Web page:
Archives

Uncategorized

A group of 14 North Carolina environmental advocacy groups submitted a letter to Governor McCrory yesterday in which they urged him to veto two controversial bills advanced by polluters during the waning hours of the recently adjourned legislative session.

The letter describes the two bills as follows:

“House Bill 74 is a sixty-eight-page compilation of special interest handouts, some of which have already caught your attention. As you noted in your press conference on July 26th, the bill weakens standards that protect citizens, communities and gamelands from the impacts of landfills. Additionally, you pointed out that the bill strips local governments of control over the size and types of billboards that can be erected in a community….

[Senate Bill 515] is the third delay of a much-needed and federally required clean up of Jordan Lake. The rules need a chance to bear results. Once implemented, wastewater plant upgrades and better stormwater management will reduce water pollution in Jordan Lake and the rivers and streams that feed into it. Several local governments have already invested a lot of time and money complying in good faith with the Jordan Lake rules, and Senate Bill 515 punishes them for making those investments. In addition, delaying the rules exposes upstream municipalities and developers to legal challenges for failure to adequately protect a resource that the federal Environmental Protection Agency (EPA) has already found to be impaired.”

Click here to read the entire letter as well as new survey results showing that strong public support of most North Carolinians for strong environmental protection laws.

Uncategorized

Lest you think  the ongoing conversion of Jordan Lake into a sewer was the only environmental disaster in the works as the result of the 2013 legislative session, check out this sobering statement from N.C. Conservation Network E.D. Brian Buzby:

“A new crowd of extreme lawmakers in Raleigh is betraying North Carolina’s natural heritage and jeopardizing our future. In the blink of an eye – just six short months – many of the legislators at the General Assembly have attempted to rewrite or repeal almost every common sense law and regulation on the books impacting the environment. Read More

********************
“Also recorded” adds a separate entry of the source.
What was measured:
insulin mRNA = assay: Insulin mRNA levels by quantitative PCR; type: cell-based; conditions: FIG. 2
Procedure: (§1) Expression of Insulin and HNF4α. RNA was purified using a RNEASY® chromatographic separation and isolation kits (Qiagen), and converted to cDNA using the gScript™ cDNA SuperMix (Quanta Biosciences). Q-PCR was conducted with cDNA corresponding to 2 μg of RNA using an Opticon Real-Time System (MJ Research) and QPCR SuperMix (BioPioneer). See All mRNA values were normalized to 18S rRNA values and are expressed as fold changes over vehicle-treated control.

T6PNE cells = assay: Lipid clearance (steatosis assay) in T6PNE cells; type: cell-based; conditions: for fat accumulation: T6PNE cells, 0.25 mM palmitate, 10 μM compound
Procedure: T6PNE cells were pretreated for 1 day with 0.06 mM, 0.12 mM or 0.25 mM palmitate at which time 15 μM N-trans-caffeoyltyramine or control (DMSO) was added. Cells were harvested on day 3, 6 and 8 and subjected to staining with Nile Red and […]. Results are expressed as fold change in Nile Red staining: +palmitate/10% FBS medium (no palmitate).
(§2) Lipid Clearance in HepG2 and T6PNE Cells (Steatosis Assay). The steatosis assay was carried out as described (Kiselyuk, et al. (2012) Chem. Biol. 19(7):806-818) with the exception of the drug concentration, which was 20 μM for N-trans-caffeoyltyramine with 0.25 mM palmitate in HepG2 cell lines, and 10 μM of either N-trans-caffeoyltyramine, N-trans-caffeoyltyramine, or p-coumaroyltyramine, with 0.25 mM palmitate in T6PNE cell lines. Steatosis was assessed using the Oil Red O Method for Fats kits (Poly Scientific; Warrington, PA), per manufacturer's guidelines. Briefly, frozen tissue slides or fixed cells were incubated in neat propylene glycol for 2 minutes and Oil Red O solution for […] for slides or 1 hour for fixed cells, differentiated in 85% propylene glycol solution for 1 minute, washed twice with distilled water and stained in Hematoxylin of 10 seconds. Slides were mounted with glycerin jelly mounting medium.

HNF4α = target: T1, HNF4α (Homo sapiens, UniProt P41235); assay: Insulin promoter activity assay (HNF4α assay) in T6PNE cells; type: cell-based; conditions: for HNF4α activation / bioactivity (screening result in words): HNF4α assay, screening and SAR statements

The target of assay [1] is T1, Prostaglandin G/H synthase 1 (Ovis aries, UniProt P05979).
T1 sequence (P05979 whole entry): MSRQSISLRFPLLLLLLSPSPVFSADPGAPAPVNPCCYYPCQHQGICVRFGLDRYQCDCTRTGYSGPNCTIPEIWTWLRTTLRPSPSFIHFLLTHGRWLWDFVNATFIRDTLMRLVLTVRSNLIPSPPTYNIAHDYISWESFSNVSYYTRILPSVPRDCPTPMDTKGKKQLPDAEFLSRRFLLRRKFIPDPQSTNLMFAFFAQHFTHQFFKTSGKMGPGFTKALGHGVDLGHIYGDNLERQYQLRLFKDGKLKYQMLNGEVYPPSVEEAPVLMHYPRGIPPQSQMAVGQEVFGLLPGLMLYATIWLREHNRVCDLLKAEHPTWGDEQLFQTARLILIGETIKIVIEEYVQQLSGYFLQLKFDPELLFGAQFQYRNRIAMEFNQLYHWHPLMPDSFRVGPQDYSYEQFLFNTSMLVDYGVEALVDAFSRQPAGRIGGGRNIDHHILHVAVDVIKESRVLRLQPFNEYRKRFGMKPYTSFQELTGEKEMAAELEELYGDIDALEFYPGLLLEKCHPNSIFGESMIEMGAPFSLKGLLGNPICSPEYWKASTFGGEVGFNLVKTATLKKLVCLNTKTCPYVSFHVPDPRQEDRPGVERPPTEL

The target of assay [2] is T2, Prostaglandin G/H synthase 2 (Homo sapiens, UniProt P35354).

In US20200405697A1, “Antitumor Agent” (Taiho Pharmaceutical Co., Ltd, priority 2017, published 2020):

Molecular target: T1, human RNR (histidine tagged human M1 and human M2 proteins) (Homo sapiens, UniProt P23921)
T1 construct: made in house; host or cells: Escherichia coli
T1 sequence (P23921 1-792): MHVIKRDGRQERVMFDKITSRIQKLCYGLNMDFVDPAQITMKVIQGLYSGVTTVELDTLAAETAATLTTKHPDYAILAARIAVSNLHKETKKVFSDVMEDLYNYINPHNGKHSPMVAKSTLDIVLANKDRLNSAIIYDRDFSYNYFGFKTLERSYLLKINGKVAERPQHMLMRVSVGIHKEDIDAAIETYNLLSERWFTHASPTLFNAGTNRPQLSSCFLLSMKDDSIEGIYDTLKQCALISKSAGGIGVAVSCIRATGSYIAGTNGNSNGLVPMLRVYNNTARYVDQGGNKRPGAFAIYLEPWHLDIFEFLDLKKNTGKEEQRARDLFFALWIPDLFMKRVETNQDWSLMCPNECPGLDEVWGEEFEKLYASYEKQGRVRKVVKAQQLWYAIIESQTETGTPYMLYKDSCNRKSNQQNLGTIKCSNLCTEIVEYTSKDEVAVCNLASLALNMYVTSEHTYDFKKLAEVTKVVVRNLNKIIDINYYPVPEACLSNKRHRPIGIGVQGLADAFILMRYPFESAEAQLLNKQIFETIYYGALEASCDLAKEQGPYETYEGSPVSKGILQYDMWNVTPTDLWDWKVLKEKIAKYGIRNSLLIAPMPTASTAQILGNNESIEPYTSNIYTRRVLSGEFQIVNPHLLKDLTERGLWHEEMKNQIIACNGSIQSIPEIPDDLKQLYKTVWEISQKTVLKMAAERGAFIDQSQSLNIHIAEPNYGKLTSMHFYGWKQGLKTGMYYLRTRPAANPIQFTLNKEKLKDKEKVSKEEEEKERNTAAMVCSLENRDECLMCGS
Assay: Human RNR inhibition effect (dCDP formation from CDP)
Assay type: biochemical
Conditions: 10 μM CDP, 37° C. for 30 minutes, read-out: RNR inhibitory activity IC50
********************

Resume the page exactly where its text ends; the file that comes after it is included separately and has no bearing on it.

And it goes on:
Uncategorized

From the North Carolina Sierra Club:

“Legislature ends session with Jordan Lake bills

Jordan Lake bills signal tough times ahead for troubled lake

RALEIGH – Early this morning, the Senate gave final approval to

SB 515, a measure to further delay the rules intended to clean up Jordan Lake. Jordan Lake is a drinking water supply for more than 300,000 people in the Triangle.  Over the three years of delay, more pollutants will run into the lake making it more expensive and difficult to clean up down the road.

“We have a plan in place to clean up Jordan Lake.” said  Molly Diggins, state director of the NC Sierra Club. “ But now lawmakers in Raleigh have needlessly delayed that plan. Instead, they are diverting more than a million dollars from other clean water projects to pay for a pilot project that will not address pollution flowing into the Lake.” Read More

Uncategorized

Longtime environmental advocate Molly Diggins of the Sierra Club offers the following take on so-called “solid waste reform” legislation scheduled for a final vote in the state Senate tonight:

“Tonight, the Senate will have a final (3rd) reading on S 328,  Solid Waste Management Reform Act.  S. 328 would undo many of the community, fiscal and environmental solid waste policies the state adopted in 2007. The 2007 measures were put into place after a one-year moratorium and comprehensive stakeholder process, including input from state and federal resource agencies. 

S 328 has had no associated studies and no stakeholder process.   Read More

Uncategorized

Jordan lakeYou know something’s amiss in the General Assembly when even the folks who had criticized environmental rules for being too heavy-handed are now taking lawmakers to task for going too far in their response. The subject is Chatham County’s Jordan Lake and the rules that state environmental officials had adopted a few years back in order to save it from the pollution flowing down from Greensboro, Durham and other points north.

Today’s edition of the Greensboro News & Record — the hometown paper of the biggest city impacted by the rules (a city that had complained mightily about them) — editorializes against the state Senate’s plan to eviscerate the rules in a piece entitled “Don’t give up on lake” Read More